The Ideological Looking Glass
In her new book "Doppelganger," leftist writer and activist Naomi Klein seeks to make sense of our current political climate by exploring the “mirror world” of online conspiracy theories. In the process, she admirably confronts her own biases and blind spots.
CAMBRIDGE – In her latest book, Doppelganger, leftist writer and activist Naomi Klein delves into the bizarre tangle of political polarization, contested realities, and omnipresent social media that characterizes our current age. Navigating the “mirror world” of online conspiracy theories and far-right propaganda, she provides unique insights into the digital dystopia in which we find ourselves.
Doppelganger’s title is an allusion to Naomi Wolf, the feminist author turned conspiracy theorist for whom Klein has often been mistaken. During the COVID-19 pandemic, Wolf emerged as a vocal anti-vaccine advocate, frequently appearing on far-right platforms and claiming that public-health measures were part of an insidious global plot. By juxtaposing her own trajectory with Wolf’s, Klein demonstrates a level of self-awareness that was not as evident in her earlier works, offering a candid critique of the personal brand she cultivated over the years.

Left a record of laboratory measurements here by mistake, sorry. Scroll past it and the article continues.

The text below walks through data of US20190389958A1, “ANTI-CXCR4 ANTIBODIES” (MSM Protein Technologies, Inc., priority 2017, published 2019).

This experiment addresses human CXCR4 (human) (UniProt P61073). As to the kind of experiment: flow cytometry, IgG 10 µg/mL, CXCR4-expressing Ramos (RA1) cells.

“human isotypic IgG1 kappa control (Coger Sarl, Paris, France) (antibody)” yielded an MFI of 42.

Klein, a professor of climate justice at the University of British Columbia, is an enviably prolific and successful author. Her best-selling books, which address issues such as the threat of climate change, the excessive role of money in American politics, and former US President George W. Bush’s disastrous decision to invade Iraq, typically resonate with her predominantly liberal readership.
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